2. Exclusive licenses should be structured in a manner that encourages innovation development and use. An exclusive license is often necessary and appropriate. However, technology transfer offices should be aware of the effects such licenses can have on future research efforts, or unanticipated uses of an innovation that might arise. Universities should thus refrain from granting overly broad exclusive rights, and grant instead just those rights needed to encourage development of an innovation. Furthermore, they are encouraged to use approaches that balance a licensee’s legitimate commercial needs against the university’s goal (based on its educational and charitable mission and the public interest) of ensuring broad practical application of the fruits of its research programs.

3. Strive to minimize the licensing of “future improvements.” Although licensees often seek guaranteed access to future improvements on licensed innovations, the obligation of such future innovations may effectively subordinate a faculty member’s research program to the company. In particular, if such future rights reach to innovations made elsewhere in the university, researchers who did not benefit from the licensing of the original innovation may find their own opportunities restricted. Exclusive licensees should therefore not automatically receive rights to “improvement” or “follow-on” innovations.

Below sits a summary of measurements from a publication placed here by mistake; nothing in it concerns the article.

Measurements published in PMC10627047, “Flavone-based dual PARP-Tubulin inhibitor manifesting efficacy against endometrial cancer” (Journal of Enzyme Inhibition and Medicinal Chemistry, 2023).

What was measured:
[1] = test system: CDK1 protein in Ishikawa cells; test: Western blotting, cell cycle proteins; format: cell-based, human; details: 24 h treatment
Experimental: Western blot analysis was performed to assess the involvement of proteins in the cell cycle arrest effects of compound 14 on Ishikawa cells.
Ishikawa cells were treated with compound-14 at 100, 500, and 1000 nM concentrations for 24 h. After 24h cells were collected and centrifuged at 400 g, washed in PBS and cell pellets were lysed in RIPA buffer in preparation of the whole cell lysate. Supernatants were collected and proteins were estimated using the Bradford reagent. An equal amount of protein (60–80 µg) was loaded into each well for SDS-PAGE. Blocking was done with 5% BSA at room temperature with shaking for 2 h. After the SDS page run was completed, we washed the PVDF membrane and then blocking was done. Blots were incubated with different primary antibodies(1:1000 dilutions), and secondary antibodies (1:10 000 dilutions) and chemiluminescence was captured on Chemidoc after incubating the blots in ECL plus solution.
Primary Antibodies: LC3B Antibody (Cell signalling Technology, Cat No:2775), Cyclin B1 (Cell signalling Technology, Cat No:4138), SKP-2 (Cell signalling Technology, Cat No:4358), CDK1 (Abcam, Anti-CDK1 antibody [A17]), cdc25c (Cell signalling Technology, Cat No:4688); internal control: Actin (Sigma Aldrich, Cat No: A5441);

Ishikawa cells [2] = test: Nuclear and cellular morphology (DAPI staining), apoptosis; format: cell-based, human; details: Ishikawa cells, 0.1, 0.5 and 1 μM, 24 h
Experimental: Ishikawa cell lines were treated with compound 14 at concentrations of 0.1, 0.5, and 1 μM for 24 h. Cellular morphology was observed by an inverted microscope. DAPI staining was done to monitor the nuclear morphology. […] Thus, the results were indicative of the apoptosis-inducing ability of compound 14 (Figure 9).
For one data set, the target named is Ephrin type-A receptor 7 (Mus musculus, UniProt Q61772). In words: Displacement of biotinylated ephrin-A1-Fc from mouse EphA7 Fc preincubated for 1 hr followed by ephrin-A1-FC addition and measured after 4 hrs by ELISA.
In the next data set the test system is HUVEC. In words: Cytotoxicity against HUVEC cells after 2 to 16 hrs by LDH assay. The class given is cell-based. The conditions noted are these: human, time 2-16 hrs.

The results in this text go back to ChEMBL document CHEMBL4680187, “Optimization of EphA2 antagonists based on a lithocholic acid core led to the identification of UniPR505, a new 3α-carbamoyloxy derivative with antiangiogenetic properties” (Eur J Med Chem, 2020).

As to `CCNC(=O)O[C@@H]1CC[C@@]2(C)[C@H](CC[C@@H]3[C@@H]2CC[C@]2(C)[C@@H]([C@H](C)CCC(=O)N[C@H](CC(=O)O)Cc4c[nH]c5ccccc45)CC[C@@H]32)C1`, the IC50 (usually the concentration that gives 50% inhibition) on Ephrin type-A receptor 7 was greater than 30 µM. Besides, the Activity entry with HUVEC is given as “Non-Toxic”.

4. Universities should anticipate and help to manage technology transfer related conflicts of interest. Technology transfer offices should be conscious and sensitive about their roles in the identification, review and management of conflicts of interest, both at the investigator and institutional levels. Ideally, the university has an administrative channel and reporting point whereby potential conflicts can be non-punitively reported and discussed, and through which consistent decisions are made in a timely manner.

5. Ensure broad access to research tools. Consistent with the mission of the typical university to advance scientific research, universities are expected to make research tools as broadly available as possible. Through a blend of field-exclusive and non-exclusive licenses, research tools may be licensed appropriately, depending on the resources needed to develop each particular invention, the licensee’s needs and the public good.

6. Enforcement action should be carefully considered. In considering enforcement of their intellectual property, universities must mindful of their primary mission to use patents to promote innovation development for the benefit of society. All efforts should be made to reach a resolution that benefits both sides and promotes the continuing expansion and adoption of new innovations.